Excessive Moisture in the House Q&A


“For the past few weeks, I’ve been having a problem with moisture inside the house. I’ve noticed lots of condensation on my windows and mold starting to grow on the window frames, and at the base of several walls. When I clean the mold up, it goes away for a while, but then comes back. I’ve even noticed mold on some of the indoor flowerpots. I don’t know where all of the moisture is coming from, and what I need to do to correct this. Any suggestions?” – L.J., Oakland



Excessive moisture in a house is never a good idea, and over prolonged periods can allow mold and mildew to grow. What you are experiencing is common, and tends to occur after winter rains. During the winter the air and exterior elements of a house are cold and damp. To stay warm, we tend to keep our homes sealed up by closing all of our windows and doors. This eliminates natural ventilation and traps moisture inside the house. Without ventilation or enough temperature, moist air cannot circulate, and the moisture cannot evaporate.

Moisture inside a house only occurs if it is generated by the occupants of the house, or from some external source such as a plumbing or roof leak. Believe it or not, normal living conditions can generate several gallons of water vapor a day. Every time we cook, shower, wash or dry clothes, or even breath inside a house, we are releasing water vapor into the air. Unless we provide some means for this vapor to escape, it will remain in the house and condense on window, wall, and ceiling surfaces.

Ventilation is really the key to controlling moisture in a home, and when combined with some heat, it can ensure that a home remains comfortable and dry. Without ventilation, wet or humid air is drawn to cooler surfaces such as walls, windows, ceilings, or personal belongings, where it condenses on the surface. If the moisture does not evaporate, it creates a cool moist environment for the mold spores in the air to grow.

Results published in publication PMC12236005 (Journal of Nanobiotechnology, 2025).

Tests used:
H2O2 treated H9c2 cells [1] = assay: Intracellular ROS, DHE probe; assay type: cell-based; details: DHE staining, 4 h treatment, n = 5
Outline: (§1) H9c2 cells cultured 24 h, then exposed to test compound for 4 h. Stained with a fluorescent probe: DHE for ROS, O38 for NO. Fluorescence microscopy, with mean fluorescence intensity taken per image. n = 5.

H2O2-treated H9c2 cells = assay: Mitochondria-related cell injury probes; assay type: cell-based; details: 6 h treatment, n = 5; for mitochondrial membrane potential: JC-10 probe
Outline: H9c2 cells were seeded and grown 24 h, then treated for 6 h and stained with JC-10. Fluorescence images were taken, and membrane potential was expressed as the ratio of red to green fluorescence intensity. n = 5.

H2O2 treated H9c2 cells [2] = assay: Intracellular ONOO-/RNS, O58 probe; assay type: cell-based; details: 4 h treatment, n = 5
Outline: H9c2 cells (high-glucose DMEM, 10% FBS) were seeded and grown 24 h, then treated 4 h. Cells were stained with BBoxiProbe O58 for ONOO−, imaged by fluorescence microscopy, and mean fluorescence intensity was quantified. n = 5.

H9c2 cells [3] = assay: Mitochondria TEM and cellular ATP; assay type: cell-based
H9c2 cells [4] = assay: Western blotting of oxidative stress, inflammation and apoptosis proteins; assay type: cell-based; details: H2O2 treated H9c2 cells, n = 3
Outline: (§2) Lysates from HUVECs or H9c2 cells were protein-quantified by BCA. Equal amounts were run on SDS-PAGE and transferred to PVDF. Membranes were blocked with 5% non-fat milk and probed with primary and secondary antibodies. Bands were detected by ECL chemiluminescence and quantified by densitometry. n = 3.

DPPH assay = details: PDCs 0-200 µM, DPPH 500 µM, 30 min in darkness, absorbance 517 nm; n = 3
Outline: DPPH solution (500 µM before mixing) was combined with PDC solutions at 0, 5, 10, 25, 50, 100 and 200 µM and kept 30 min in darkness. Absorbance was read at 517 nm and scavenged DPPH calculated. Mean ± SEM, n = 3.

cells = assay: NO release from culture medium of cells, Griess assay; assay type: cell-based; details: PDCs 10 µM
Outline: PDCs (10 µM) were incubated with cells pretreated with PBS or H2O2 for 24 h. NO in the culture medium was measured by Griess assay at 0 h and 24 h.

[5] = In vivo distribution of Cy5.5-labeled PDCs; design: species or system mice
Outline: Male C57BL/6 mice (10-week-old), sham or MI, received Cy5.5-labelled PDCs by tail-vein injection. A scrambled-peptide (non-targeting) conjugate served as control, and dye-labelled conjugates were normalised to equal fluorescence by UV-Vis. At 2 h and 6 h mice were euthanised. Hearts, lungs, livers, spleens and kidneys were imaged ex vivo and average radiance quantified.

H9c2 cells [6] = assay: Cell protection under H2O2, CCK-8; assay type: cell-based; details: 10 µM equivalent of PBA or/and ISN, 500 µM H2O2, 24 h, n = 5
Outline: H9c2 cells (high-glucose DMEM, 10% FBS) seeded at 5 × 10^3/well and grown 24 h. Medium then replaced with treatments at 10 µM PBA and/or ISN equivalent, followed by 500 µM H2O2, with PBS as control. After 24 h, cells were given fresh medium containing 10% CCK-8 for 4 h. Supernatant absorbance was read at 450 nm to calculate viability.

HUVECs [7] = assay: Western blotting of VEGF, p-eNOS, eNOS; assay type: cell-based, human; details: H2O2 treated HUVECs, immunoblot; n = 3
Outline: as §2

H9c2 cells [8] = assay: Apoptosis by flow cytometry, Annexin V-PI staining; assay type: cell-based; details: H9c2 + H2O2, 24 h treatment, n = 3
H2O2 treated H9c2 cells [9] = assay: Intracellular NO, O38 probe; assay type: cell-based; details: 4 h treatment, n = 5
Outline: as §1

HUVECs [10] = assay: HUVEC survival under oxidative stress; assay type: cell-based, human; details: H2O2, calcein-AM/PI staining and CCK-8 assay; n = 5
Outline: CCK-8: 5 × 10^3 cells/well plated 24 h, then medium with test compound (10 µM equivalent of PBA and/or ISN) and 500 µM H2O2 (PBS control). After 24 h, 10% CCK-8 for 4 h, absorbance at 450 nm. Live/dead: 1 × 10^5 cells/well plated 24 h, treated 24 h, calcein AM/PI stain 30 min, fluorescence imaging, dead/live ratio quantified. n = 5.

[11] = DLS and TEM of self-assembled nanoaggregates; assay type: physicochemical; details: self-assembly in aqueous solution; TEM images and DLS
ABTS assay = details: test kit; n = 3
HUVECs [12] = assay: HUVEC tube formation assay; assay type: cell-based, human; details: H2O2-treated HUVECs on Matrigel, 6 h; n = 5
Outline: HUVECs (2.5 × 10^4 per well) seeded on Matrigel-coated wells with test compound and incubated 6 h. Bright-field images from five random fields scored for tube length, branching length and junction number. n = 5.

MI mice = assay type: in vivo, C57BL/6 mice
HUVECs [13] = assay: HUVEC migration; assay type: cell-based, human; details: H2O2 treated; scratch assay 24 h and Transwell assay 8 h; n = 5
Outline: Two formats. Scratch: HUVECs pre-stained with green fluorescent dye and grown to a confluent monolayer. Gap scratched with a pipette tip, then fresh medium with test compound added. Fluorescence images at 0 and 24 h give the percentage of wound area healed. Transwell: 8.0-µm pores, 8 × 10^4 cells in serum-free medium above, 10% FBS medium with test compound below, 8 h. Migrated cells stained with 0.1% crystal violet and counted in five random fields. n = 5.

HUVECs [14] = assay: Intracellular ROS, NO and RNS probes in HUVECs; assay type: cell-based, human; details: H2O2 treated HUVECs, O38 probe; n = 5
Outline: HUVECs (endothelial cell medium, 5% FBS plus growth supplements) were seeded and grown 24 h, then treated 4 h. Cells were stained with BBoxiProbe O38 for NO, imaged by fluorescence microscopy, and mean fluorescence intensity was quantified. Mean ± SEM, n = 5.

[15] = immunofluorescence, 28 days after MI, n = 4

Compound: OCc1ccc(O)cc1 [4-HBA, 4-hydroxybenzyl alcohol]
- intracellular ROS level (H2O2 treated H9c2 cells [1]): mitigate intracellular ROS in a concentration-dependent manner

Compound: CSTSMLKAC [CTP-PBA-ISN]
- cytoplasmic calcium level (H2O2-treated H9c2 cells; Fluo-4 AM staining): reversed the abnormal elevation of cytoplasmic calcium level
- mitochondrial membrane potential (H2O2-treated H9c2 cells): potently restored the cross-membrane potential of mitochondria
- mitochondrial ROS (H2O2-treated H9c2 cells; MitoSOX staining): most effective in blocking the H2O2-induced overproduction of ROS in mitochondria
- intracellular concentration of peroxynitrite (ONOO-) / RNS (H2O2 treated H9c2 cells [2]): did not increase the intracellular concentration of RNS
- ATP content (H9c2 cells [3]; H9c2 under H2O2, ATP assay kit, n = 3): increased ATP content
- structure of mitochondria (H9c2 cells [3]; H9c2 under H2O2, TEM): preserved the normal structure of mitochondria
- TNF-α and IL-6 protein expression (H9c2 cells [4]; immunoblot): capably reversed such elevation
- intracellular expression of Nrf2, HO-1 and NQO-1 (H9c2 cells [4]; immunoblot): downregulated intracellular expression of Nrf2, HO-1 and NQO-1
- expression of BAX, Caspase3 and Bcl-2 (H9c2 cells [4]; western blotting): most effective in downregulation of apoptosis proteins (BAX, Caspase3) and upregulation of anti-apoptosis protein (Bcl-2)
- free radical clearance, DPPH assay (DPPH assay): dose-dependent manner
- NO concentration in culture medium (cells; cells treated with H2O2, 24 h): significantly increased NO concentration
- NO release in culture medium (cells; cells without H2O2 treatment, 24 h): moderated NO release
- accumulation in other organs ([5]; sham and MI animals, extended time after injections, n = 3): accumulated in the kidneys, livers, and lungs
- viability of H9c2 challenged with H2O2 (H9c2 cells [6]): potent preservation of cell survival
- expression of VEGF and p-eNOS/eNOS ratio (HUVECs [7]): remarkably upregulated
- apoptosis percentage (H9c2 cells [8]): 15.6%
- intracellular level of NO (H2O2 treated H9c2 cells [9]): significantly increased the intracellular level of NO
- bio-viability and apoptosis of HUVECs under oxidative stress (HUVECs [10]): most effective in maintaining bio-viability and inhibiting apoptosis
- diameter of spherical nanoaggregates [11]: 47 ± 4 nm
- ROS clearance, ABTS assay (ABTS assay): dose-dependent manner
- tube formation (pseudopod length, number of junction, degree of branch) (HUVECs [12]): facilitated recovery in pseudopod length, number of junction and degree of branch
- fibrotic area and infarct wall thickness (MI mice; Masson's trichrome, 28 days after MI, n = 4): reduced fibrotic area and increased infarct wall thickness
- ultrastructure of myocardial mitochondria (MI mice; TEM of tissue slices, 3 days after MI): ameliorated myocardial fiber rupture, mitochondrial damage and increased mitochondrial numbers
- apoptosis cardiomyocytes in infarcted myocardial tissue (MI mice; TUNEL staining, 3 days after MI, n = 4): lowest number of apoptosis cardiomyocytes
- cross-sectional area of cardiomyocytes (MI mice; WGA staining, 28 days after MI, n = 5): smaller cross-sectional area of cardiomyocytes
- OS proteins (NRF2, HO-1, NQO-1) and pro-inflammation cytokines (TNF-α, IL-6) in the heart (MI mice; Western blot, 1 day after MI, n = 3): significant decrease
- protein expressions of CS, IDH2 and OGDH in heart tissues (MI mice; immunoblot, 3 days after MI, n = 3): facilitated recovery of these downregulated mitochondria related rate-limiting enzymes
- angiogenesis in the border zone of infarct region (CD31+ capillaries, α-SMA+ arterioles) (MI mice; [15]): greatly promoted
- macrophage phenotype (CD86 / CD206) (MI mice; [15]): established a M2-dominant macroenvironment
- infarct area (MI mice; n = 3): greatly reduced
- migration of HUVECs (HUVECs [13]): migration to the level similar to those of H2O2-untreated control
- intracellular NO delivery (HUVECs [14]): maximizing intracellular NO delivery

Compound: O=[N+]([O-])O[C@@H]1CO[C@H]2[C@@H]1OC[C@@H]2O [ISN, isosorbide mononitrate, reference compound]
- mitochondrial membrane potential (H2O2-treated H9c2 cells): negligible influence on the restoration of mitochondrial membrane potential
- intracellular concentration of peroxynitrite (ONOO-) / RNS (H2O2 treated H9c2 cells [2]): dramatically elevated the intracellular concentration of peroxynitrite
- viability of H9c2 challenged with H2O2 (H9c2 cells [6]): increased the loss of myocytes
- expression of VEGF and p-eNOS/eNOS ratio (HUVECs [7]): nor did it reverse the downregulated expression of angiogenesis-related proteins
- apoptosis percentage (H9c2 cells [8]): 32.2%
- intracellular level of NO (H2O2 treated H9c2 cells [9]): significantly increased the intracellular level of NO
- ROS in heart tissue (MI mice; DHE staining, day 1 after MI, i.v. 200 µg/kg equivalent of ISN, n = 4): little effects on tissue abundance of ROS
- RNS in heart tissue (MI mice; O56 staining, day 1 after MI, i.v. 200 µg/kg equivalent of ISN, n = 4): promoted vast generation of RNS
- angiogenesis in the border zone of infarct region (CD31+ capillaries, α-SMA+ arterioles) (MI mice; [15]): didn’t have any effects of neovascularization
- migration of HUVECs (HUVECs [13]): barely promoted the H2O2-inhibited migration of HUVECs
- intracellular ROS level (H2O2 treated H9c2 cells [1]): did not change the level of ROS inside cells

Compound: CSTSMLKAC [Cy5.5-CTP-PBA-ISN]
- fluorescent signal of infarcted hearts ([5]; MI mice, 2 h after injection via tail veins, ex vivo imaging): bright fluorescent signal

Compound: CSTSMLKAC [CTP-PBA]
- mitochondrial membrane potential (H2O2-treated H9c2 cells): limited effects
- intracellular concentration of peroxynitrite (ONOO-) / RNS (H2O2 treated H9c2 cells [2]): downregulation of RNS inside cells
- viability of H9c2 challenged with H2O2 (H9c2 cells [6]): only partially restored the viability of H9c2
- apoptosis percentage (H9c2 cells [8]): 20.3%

The first thing you should do is to determine what the sources of moisture can be. The most common sources are from bathing and cooking. Does condensation form on your walls and ceilings after cooking a meal or bathing? If so, you need to increase the ventilation in the area by using an exhaust fan or opening a window. Do you have indoor plants or aquariums? These are also big generators of moisture indoors.

Occasionally, indoor moisture can be the result of standing water under the house, or excessive moisture in the attic. Often times during the winter a home can have some amount of standing water under it, or excessive moisture in the attic from a roof leak or from a lack of ventilation. Moisture from the sub area and attic can infiltrate into the interior of the building through vapor pressure and condense on wall surfaces and personal belongings. It is important to check these areas of the house to ensure that they are well ventilated and basically dry.

If standing water is noted in the sub area, it may be necessary to have it pumped out, or to have fans installed to accelerate its drying. If excessive moisture is noted in the attic, it may be necessary to install additional eave or roof vents.

Moisture and mold growth on the inside of the house usually forms on surfaces that are not exposed to any air flow or movement of heat such as behind dressers, beds, and in closets. Moisture is more apt to condense on exterior walls that are not insulated and in rooms that do not have their own heat register or source of heat. Many homes built in the 1940’s through the 1960’s only had a centrally located wall or floor furnace. These heating units could not efficiently get heat into most of the bedrooms and bathrooms like the forced air furnaces used today. Because of this, it was common for mold to appear.

Once the sources of the moisture are realized, then you have the ability to deal with correcting the mold conditions. Minor amounts of surface mold can be cleaned and removed with a mild solution of chlorine bleach and water. Start by mixing one part bleach and 7 parts water and spraying the solution on the mold. Let this set for a few minutes, and the color of the mold will begin to disappear. Then, wash the area with soap (cleaning detergent) and water and dry. This will remove any mold spores that remain on the surface.

Finally, keep in mind the importance of keeping the interior of the house well ventilated. In the morning open the blinds so that any condensation on the windows can evaporate, and open doors to bedrooms so that air can circulate. And remember to either open a window or use the exhaust fan after bathing or cooking. Following these simple suggestions will normally keep mold from occurring.

Experience: Mold and Mildew

Mold and mildew were indications of leakage in wall cavity that could not be readily seen.